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Water Week: A look at Canada’s Indigenous water crisis

We’re spending a week reporting on the lack of clean drinking water on First Nations reserves. Here’s why.

For many Indigenous peoples, water is sacred and seen as a living entity.

Before settlers arrived, Indigenous peoples were guided by teachings about how to care for the land and water. In many Indigenous communities, these teachings have been carried down from one generation to the next.

A sacred element revered as medicine, water was used in traditional ceremonies and viewed as something that must be honoured, protected and treated with the utmost respect.


But all of that changed with colonization, as Indigenous people were forced to assimilate and relocate to reserve lands from their traditional territories, ordered to attend government and church-run residential schools for more than 150 years, and face the legal banishment of their traditional ceremonies, including any ceremonies that involved water.

Since contact, water has become a thing regarded as a natural resource that could be bought, sold, owned or bottled.

And for decades, vast areas of rivers, lakes and oceans have become contaminated due to industry, agricultural activity and urban development, impacting aquatic life and making its way up the human food chain.

More than 100 Indigenous communities have been living with long-established drinking water advisories. As of July 31, 2017, there were a total of 172 drinking water advisories in 121 First Nations across Canada. Those numbers are a tally of the advisories listed by Health Canada and the BC First Nations Health Authority. This number does not include advisories in the Saskatoon Tribal Council, which represents about 11,000 people within a 200 kilometre radius of Saskatoon, and which deals with its own water.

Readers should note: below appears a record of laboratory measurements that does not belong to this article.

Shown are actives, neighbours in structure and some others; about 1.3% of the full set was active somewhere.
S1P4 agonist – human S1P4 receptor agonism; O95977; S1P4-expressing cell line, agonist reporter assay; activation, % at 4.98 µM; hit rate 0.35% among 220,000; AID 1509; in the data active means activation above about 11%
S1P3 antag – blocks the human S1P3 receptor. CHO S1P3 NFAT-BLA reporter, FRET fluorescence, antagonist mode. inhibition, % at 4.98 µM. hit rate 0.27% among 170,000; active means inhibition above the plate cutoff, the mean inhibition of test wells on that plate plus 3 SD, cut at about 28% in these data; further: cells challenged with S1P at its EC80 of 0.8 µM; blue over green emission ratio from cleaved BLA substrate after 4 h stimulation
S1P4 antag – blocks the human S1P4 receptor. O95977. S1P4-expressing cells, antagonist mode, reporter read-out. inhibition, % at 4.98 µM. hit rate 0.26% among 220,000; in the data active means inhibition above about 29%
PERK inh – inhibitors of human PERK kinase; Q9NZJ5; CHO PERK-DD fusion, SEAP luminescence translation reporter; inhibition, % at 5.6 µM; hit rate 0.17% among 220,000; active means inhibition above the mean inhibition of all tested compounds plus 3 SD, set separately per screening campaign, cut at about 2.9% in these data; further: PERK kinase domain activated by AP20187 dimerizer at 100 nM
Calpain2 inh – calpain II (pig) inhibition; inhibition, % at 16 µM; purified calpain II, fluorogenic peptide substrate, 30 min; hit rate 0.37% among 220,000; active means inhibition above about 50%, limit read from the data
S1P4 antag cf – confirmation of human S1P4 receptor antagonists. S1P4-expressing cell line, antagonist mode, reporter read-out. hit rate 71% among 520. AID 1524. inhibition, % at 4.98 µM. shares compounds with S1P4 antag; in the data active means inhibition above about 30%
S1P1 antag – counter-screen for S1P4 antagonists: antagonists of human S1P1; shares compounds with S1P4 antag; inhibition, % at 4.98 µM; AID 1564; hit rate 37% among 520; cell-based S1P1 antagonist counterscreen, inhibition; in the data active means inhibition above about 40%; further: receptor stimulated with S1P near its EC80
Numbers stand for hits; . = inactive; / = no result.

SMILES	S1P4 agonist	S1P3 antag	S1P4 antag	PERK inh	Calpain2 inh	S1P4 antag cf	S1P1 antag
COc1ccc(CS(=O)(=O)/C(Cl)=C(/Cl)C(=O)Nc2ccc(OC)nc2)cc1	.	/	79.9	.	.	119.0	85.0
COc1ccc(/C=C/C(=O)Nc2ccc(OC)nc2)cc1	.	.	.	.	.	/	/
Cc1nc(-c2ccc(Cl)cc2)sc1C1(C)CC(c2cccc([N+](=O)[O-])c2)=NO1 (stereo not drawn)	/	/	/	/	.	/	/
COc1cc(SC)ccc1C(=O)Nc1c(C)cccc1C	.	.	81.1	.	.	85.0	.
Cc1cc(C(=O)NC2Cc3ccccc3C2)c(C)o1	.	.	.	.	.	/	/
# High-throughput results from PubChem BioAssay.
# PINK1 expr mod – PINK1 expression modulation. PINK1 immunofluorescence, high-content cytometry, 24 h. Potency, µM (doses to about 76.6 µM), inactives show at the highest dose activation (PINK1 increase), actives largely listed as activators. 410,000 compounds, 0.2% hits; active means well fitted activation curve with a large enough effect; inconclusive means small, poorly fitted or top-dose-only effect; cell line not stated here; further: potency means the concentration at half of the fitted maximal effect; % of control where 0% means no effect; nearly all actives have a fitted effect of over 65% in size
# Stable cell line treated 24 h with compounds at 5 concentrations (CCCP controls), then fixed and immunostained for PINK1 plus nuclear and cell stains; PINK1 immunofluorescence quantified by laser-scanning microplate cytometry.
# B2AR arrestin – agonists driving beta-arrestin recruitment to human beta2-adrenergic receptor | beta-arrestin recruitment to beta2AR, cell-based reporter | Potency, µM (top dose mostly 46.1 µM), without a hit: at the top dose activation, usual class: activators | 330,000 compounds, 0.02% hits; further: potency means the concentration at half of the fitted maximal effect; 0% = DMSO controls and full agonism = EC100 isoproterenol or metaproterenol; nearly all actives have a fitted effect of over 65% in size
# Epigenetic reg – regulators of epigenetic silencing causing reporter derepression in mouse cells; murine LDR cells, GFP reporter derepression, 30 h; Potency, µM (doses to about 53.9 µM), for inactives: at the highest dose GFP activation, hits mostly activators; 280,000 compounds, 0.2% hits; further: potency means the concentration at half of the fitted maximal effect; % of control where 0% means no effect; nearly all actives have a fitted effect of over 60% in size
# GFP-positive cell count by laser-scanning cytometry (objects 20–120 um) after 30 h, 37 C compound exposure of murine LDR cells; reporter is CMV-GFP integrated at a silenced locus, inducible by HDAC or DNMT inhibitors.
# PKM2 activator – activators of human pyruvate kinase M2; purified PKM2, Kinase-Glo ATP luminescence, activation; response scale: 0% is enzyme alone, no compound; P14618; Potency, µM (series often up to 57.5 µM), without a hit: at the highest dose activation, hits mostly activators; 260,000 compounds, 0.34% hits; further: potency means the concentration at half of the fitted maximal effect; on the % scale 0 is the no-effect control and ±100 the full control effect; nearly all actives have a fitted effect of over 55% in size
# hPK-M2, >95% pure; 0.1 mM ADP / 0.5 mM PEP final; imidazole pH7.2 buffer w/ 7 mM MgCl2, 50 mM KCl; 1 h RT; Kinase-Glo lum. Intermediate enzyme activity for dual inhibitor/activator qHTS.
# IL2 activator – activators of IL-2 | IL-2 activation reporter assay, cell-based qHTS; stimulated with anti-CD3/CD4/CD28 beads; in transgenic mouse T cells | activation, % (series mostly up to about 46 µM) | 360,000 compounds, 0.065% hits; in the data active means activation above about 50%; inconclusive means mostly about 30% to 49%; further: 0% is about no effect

The community has been under an advisory since February 1995.

Drinking water advisories mean the water that comes from the tap is unsafe to drink. In some cases it can even cause rashes on people’s skin if they shower in it. Neskantaga First Nation, a small northern Ontario community made of up 340 people, has held the longest drinking water advisory in Canadian history — since February 1995.


This is a reality that has been out of sight, out of mind for most Canadians, who only know the luxury of waking up everyday and trusting what comes out of their taps.

In a week-long series, VICE News is taking a closer look at some of the pervasive problems that underpin the water crisis in Indigenous communities: From funding, to bureaucracy, to neglect.

The Indian Act, the much-maligned federal legislation that administers reserves, along with numerous policies, guides and protocols from Indigenous and Northern Affairs Canada’s and Indigenous leadership, all attempt to manage water and wastewater in communities. Health Canada monitors the quality of drinking water, and provides advice on water safety, while Indigenous Affairs provides funding for the facilities, along with advice on design, construction, operation and maintenance. First Nations, however, oversee the build out, own the plants and are ultimately responsible for managing and operating water and wastewater systems.

Specific attempts to create more robust and enforceable regulations, however, have been stalled for years.

Speak to water treatment plant operators in Northern Ontario, home to the most and the longest running First Nations drinking water advisories in Canada, and they’ll tell you that regardless of who is in office, getting clean drinking water is slow and frustrating.

It takes years, sometimes decades, to get funding approved for new water systems and upgrades to existing systems, while those systems age and break down. Sometimes these water systems are poorly designed or badly built in the first place.


VICE News has also uncovered a staggering number of cases where industry has polluted the water and soil on reserve lands.

VICE News has also uncovered a staggering number of cases where industry has polluted the water and soil on reserve lands. Decades later, First Nations are still waiting for the cleanup.

Despite their own struggles with clean water, Indigenous people have increasingly emerged as outspoken advocates for water, even if that meant standing up to multi-billion dollar projects, such as the Dakota Access Pipeline in 2016. Thousands of people, many of them Indigenous, stood by the Standing Rock Sioux Nation in North Dakota and their fight against an oil pipeline, afraid that a potential leak could eventually contaminate the Missouri River system.

Now, in Canada, the Liberal government is looking to revamp the Safe Drinking Water for First Nations Act, federal legislation authored by the Conservative government and passed in 2013. With engagement sessions in progress, the latest federal government hopes to review the legislation, with input from Indigenous leaders and stakeholders, with the goal of finally achieving safe drinking water for people on reserves.

For many Indigenous peoples, who hold little faith in the promises of any government, seeing will be believing.